Hinsdale Central has produced a number of accomplished female athletes since Title IX gave them equal opportunity with boys, but no girl has been more gifted than the Class of 2010’s Toni Kokenis, who’s now starring in basketball at Stanford University.
She led Central’s basketball team to four conference and regional championships as well as three sectional finalist spots, and is the school’s all-time leading scorer (boys or girls) with 2,031 points. She also holds the single-season record with 620 points and was Central’s first to record a triple-double game in points, assists and steals.
There’s more. Kokenis lettered in soccer for three years, driving the Red Devils to the 2009 Class 3A state title with 26 goals and 10 assists.
“Toni was very good in soccer her freshman year,” longtime coach Skip Begley said. “We had one of our poorer teams record-wise her sophomore year, but she made one of the best plays I’ve ever seen when she came in on a ball with less than 10 seconds left against Marist. I turned to (assistant) Ed Lynch and said, ‘Watch this, Ed. Watch this.’ Sure enough, she buried the ball in the back of the net and we won. Amazing.”
Kokenis was held out of Central’s first two Class 3A state soccer playoff games as a junior because she was hurt, but she had six goals in the last five contests, including the winning shot in a 2-1 victory over Fremd for the team title.
“She came into Central as a great soccer player,” then-basketball coach Steve Gross told the Palo Alto (Calif.) Mercury News. “We challenged her to play basketball. She wasn’t great at it at first, but she loved the challenge.”
Kokenis drew basketball interest from DePaul, Vanderbilt and Boston College, but when she told Gross that her dream school was Stanford, Gross wrote Stanford a recommendation.
“We have a 5-point GPA (grade-point average) scale here and Toni was about a 5.9, so Stanford was the right fit,” Gross said.
The 5-foot-11 Kokenis is excelling at Stanford as a true combination guard. She’s gifted enough to pass the ball from the point and skilled enough to shoot it from the perimeter for the No. 2 nationally ranked Cardinal. She’s averaging 9.6 points and leads the PAC-10 in assists-to-turnovers ratio.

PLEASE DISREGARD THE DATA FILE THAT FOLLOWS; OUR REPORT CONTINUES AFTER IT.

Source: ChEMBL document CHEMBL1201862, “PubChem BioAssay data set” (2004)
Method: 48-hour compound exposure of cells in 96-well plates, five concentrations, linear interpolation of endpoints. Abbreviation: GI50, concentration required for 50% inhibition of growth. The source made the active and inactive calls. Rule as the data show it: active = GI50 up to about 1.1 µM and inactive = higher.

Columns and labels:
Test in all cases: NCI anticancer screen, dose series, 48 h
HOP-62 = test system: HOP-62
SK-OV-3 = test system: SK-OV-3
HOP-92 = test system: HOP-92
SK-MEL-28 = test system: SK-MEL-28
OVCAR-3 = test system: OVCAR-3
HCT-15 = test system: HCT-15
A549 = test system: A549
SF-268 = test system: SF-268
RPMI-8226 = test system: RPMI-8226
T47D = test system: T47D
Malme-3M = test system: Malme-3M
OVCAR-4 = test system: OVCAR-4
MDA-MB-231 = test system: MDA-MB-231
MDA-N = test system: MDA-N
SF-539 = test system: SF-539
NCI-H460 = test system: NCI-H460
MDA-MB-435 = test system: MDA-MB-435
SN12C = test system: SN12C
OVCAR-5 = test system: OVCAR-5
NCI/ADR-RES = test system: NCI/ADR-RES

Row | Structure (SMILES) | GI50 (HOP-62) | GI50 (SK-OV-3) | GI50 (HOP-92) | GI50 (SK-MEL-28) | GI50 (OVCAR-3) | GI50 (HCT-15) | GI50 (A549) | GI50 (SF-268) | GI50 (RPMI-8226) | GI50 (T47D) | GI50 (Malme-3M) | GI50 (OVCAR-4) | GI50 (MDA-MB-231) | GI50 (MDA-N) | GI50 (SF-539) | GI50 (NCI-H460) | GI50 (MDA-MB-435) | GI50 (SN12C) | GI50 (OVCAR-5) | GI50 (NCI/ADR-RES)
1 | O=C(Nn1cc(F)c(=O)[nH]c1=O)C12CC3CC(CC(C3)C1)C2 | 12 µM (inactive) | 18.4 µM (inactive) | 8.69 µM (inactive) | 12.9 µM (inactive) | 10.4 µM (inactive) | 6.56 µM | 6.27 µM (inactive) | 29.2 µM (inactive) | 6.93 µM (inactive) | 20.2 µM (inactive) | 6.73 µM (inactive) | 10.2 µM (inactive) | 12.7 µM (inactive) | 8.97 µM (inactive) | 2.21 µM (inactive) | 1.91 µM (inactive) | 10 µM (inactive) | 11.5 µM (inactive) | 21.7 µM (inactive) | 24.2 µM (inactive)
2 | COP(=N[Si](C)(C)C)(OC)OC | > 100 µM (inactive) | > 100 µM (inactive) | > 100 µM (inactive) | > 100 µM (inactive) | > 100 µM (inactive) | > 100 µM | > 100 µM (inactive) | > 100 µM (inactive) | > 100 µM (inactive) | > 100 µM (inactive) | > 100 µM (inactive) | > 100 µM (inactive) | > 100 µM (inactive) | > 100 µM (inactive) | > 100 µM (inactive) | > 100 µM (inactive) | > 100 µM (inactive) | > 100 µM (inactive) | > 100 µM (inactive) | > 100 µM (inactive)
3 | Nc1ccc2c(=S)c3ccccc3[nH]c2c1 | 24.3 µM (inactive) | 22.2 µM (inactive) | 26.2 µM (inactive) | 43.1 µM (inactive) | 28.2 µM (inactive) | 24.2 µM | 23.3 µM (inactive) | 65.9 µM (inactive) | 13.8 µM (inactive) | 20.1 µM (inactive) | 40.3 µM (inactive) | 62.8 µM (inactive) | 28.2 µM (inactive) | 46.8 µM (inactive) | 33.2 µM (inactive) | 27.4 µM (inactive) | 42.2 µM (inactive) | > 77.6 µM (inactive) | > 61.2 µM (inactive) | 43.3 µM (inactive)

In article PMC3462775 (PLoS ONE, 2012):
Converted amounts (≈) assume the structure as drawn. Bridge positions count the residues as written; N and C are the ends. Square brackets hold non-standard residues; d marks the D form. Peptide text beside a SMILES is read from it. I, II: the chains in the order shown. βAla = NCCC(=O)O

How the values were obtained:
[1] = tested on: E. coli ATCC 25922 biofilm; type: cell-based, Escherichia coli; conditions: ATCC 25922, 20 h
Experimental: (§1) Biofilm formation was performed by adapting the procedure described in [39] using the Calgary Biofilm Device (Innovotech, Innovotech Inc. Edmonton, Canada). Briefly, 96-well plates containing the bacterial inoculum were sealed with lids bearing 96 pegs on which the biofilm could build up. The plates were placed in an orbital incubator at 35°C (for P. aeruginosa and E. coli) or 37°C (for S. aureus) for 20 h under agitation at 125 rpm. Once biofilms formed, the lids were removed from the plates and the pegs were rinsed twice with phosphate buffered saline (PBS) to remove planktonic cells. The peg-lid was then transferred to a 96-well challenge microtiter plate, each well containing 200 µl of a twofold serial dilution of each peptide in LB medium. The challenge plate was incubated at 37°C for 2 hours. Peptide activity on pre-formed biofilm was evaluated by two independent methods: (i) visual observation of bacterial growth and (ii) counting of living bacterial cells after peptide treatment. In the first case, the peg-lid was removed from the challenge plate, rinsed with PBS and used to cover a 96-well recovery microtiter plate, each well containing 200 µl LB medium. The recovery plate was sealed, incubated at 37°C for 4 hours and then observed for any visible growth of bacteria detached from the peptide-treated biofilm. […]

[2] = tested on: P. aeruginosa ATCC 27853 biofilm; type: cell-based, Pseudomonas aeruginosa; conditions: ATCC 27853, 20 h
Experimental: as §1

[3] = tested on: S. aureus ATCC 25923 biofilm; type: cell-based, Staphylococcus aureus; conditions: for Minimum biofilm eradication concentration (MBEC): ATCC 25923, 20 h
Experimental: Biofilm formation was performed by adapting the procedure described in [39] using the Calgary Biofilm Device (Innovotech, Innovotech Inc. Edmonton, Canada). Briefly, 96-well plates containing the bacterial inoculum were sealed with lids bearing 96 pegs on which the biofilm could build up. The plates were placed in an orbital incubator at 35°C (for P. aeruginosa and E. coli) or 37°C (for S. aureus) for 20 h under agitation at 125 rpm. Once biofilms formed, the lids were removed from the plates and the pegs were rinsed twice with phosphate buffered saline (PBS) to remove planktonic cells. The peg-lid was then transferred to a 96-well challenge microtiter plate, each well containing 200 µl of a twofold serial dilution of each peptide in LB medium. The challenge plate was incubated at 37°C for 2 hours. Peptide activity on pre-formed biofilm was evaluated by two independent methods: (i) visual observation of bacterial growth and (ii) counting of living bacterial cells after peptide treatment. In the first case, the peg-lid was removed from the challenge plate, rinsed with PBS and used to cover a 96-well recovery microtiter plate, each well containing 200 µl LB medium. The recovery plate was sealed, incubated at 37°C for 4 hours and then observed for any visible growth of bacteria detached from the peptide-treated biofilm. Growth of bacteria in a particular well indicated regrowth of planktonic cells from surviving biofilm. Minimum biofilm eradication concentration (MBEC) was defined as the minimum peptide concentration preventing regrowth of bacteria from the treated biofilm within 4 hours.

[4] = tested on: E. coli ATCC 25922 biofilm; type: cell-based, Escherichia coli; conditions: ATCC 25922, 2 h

Kokenis looks for Stanford’s big front-court stars Nnemkadi and Chiney Ogwumike for most of the school’s baskets.
“It’s a privilege to play with them,” she said. “Getting the ball to them for layups is the No. 1 thing. They’re such great people, so energetic and fun to play with.”
Stanford coach Tara VanDerveer is impressed with Kokenis’ defense.
“She shuts people down by getting in front of them,” VanDerveer said of Kokenis having held University of Arizona star Davellyn White scoreless. “She has a strong body and is in great shape.”
Stanford’s only loss this season heading into the upcoming NCAA playoffs was 68-58 at Connecticut in November.
The Cardinal were eliminated in the NCAA semifinals last year 63-62 by Texas A&M on a basket with 3.3 seconds left.
“We need to finish games like that,” said Kokenis, who learned how to finish games at Central.
“Girls basketball in Illinois is big,” she said. “When the top teams played each other, the gyms would be full. We always got stuck playing the team that would go on to win State.”
Kokenis is on track to keep on winning at Stanford.
“Because here’s the thing about realizing you’re into girls. Hardly anyone I know has ever said, “Am I gay?” in the same way they say, “Hey, do you know what the weather’s supposed to be like tomorrow?” Like they just need to figure out how to dress for the occasion. No, when most people ask, “Am I gay?” they ask it with the kind of urgency they would usually reserve for things like, “Do I strap this parachute to my back and jump from this free falling airplane or do I nose dive into the ocean and hope the sharks don’t eat my remains? SINK OR SWIM? LIVE OR DIE? QUENCH THE FIRE OR BURN ALIVE?” It feels so urgent, and the reason it feels so urgent is because you’re probably not just asking, “Hey, do I want to make out with other girls?”
You’re also probably asking: What the hell are my parents going to say when I tell them I want to kiss other girls? And my friends and my co-workers and my classmates and everyone at my family reunion? And what’s that girl going to say when I tell her I want to kiss her? And how is my life ever going to be OK, and how can I go on being the same, and am I the same, and what else do I not know about what’s alive inside me? And who will still love me and who will start hating me, and is God involved, or the government maybe, and what if it’s only one girl I want to kiss, and how do I label myself and must I label myself, and what if I change my mind and, really, what if I do burn alive?”—